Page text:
Sometimes you have to tell people that nothing has changed

I engaged in the well-known and popular bank holiday activity of DIY this week - and it was while I was doing what is part of the normal process for me, and working out what I needed to get from B&Q, that I encountered the problem I am sure many people had at the same time. Just when was the B&Q open on the Monday?

I checked the website – bank holiday? Not a word of it – 20% off everything until the end of the day but you wouldn’t know it was in any other way special.

Hunting of on the store locator, I found my nearest store, and relatively easily located the opening times, all nice and standard, the shop was normally open 8 till 8 all week – which is nice, but what about the bank holiday?

Nothing. And this is the problem – as it turns out (because I had to go), B&Q is open normal hours on the bank holiday, but their site doesn’t tell me that, because nothing has changed so they have ‘nothing’ to tell me.

A simple “we are open as normal on bank holiday Monday” would have answered all my questions

This reminded me of my little election experiment last week, when I looked at a few random councils to see how they had done elections. Once or twice in the process I went to a county council website, and found nothing about elections at all. That’s because counties run elections on a four year cycle, and this year was (for these councils) not one of those years - so no elections. The districts had elections, but the county sites didn’t tell me that (quite a few county sites don’t acknowledge the existence of the districts)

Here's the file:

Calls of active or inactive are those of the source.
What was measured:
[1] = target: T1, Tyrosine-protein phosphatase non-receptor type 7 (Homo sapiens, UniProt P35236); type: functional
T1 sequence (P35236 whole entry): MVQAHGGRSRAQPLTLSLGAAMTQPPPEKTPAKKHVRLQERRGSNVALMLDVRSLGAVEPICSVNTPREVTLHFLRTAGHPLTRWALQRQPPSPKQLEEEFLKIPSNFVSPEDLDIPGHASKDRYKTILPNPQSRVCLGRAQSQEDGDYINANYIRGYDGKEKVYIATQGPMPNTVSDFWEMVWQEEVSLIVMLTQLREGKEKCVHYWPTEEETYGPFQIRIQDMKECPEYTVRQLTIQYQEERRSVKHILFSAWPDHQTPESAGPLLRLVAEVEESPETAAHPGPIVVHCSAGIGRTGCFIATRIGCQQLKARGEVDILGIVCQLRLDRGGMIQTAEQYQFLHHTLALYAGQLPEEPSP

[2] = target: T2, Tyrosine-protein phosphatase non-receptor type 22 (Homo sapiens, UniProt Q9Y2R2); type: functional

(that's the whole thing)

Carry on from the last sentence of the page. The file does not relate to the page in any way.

This is another case of nothing happening, but I think we all-too-quickly fall into the assumption that our customers know that. I, for one, struggle with the line between districts and counties, and I’ve read the LGA document on it. The public don’t always know. At least one person in our social circle phoned their county council to ask where their polling card was, to be told there was no election.

A simple “there are no county elections this year, check with your district council” would have answered the question.

So, if there is an external event affecting your customers, and they might reasonably think that it affects you, too, then why not tell them, that nothing is happening?